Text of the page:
Ecuador will be holding a presidential election next month, on February 19. Rafael Correa is not running, but his appointed successor, Lenín Moreno, is (emphasis added):
Mild-mannered Moreno, 63, who has used a wheelchair since a botched robbery in 1998, is running on a platform of continuing his boss’ policies. And, so far, the promise is working.
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In some ways, Moreno is in a race against time. As oil prices have tanked, the administration has been able to hold off a deeper economic crisis by taking on more debt and loans against future oil exports. It’s racked up almost $14 billion in debt in 2016 alone, said Jose Hidalgo, with the conservative economic think-tank CORDES.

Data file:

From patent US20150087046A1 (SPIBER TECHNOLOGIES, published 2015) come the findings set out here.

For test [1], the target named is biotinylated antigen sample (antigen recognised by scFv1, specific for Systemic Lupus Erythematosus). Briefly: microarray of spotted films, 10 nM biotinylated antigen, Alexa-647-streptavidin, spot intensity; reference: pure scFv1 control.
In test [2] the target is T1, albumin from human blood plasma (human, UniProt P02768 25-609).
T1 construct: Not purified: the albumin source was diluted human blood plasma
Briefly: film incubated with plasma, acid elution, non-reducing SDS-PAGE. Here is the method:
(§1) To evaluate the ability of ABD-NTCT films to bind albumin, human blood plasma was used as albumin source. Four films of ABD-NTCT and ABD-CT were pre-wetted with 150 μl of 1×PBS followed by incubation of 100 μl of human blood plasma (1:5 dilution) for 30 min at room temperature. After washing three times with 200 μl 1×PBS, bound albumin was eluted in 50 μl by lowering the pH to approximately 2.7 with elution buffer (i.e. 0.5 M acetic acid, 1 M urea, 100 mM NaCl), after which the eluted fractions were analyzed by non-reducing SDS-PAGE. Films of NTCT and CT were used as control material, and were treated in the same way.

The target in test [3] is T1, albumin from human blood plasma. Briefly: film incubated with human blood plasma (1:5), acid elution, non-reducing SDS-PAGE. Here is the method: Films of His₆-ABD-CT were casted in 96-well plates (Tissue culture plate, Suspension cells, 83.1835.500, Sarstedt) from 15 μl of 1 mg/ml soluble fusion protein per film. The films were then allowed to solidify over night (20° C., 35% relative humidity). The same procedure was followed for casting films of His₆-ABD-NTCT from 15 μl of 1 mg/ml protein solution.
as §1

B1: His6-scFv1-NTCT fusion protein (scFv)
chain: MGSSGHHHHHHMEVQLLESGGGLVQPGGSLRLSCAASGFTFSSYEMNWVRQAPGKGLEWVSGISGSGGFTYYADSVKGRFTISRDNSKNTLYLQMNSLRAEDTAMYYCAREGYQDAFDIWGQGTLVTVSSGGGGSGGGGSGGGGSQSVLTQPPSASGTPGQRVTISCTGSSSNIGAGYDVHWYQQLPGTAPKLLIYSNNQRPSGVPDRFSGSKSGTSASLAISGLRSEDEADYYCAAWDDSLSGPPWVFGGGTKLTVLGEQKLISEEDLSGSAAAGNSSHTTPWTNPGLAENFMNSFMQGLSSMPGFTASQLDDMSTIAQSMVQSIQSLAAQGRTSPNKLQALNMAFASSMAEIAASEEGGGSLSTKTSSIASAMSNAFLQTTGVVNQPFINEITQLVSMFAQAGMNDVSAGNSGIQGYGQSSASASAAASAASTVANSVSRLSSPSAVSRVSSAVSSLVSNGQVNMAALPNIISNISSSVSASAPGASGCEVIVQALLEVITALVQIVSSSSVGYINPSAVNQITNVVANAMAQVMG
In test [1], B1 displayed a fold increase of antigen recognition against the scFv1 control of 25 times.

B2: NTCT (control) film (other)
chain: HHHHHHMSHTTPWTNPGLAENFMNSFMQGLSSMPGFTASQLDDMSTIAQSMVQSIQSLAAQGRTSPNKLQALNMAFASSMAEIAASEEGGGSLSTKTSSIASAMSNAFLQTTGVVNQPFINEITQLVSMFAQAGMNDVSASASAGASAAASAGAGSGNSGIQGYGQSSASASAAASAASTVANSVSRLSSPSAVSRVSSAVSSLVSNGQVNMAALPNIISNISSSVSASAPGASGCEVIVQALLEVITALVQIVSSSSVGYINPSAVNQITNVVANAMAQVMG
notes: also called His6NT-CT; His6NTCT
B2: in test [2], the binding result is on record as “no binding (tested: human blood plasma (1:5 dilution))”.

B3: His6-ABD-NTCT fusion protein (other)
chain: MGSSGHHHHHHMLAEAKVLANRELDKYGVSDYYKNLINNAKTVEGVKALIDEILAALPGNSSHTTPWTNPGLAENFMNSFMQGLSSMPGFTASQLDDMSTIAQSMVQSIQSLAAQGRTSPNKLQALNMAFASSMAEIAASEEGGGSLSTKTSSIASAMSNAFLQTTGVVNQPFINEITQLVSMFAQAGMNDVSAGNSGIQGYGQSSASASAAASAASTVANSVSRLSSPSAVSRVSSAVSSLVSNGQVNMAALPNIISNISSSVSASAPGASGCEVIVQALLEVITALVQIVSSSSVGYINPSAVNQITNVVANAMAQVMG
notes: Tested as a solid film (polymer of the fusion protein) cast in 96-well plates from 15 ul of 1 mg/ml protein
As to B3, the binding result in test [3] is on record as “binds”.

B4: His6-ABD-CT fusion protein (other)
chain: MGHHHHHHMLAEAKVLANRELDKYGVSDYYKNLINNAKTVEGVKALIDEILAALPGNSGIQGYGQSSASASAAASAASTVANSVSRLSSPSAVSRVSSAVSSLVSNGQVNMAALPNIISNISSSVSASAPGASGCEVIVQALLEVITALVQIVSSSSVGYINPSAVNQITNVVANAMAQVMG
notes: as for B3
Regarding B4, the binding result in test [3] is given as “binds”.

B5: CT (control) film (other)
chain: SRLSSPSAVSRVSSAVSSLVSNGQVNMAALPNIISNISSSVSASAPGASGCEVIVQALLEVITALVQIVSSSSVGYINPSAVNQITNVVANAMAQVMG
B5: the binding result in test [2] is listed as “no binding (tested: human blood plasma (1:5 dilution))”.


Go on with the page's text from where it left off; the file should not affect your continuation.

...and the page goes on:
In a country with a total GDP of US$94 billion (a little over the GDP of New Mexico), that’s a big chunk of change.
Moreno’s running-mate and current Vice President Jorge Glas was in charge of Petroecuador when allegedly at least eight current and former officials were involved in bribery and money laundering by manipulating contracts. Glas maintains he was not involved.
The election may go to a second round if the opposition rallies around a candidate. The latest poll showed Moreno leading with 35.6%, 13 points ahead of former banker and center-right candidate Guillermo Lasso, with 22.3%.